Twitter Troubles: Faculty Insight
Fake, verified Twitter accounts caused chaos after Elon Musk, who purchased the platform in October for $44 billion, allowed users to purchase verification marks without confirming their identities. Rasha Abdulla, professor in the Department of Journalism and Mass Communication, examines the impact of this decision on freedom of speech, misinformation and the future of one of the world’s biggest social media platforms.
What has happened since Musk bought Twitter?
The first couple of weeks since Elon Musk took over Twitter have certainly witnessed quite a few alarming decisions. The firing of so many Twitter staff, particularly those concerned with human rights and the ethical use of AI, is quite the red flag and has gotten digital rights advocates very concerned about the future of Twitter.
What is the future of free speech on Twitter?
While I'm personally for pushing the limits of freedom of expression, having no regulations whatsoever on a platform of Twitter's scope and magnitude makes it prone to misuse and privy to hate speech and misinformation. Musk has announced that he is forming some kind of a council to come up with proper regulations, and we are yet to see how this council comes along and what they come up with.
What could happen if this problem goes unchecked?
We have seen from the misuse of Facebook in Myanmar, for example, that major social media platforms can be severely misused and such misuse can lead to loss of life. Platforms have a responsibility to not let that happen and we, the civic society, should also stay vigilant in this regard.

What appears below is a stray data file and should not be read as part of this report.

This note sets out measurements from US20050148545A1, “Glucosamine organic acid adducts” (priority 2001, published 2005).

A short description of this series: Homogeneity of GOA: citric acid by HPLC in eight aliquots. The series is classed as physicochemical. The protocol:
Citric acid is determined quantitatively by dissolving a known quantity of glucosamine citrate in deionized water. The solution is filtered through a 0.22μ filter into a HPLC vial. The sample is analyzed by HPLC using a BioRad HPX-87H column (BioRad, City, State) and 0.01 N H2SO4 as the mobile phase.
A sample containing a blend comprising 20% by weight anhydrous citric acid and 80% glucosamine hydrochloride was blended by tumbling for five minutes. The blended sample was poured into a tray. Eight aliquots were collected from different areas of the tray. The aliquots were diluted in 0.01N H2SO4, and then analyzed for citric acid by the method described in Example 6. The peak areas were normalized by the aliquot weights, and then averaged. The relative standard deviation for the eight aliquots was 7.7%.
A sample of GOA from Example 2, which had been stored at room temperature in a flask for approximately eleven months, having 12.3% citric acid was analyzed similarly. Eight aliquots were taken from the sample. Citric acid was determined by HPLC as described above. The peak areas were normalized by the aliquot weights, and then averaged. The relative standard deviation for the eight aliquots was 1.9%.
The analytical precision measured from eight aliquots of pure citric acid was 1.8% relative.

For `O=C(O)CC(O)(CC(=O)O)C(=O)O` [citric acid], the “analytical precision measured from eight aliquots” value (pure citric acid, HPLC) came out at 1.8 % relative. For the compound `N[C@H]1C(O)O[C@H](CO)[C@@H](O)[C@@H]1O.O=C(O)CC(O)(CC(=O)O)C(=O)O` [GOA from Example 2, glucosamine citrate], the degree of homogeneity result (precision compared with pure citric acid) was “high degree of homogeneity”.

How does Musk’s decision to charge for verification impact this situation?
I think Musk's decision to monetize the blue mark on Twitter is a huge mistake. Originally, having a blue mark basically meant that Twitter has confirmed the owner of the account is who they claim they are. It was reserved for celebrities and/or people of a certain academic, social or scientific status. Unfortunately, now anyone who pays $8 a month will be able to get a blue mark under any name, which defies the whole point of verification.
What are some potential problems with the new verification system?
This will inevitably lead to a plethora of fake "verified" accounts. This is a huge disaster and could lead to much misinformation that could be life-threatening. Think of a World Health Organization fake verified account telling people vaccinations are dangerous during a pandemic! Think of a fake verified United Nations agency account tweeting about the Russian invasion of Ukraine! Such examples could lead to actual disasters long before Twitter gets a chance to deal with the fake accounts.
Should Musk rescind the new system?
We've already seen several problems in the few days that this "service" has been available, most notably a fake Eli Lilly account promising free insulin. I think Twitter really needs to take this back.It defies the whole point of verification and can cause much potential harm of the worst kind. It also takes away from the credibility of the whole platform.
It appears that Musk has temporarily halted the system. Is this a good thing?
I think it's coming back in a couple of weeks. So my comments stand unless any major developments take place.
What is the future of Twitter?
As a result of all these actions, I see scores of Twitter users, including myself, already migrating to other platforms such as Mastodon, which is a decentralized version of Twitter. We'll see how things play out in the days to come.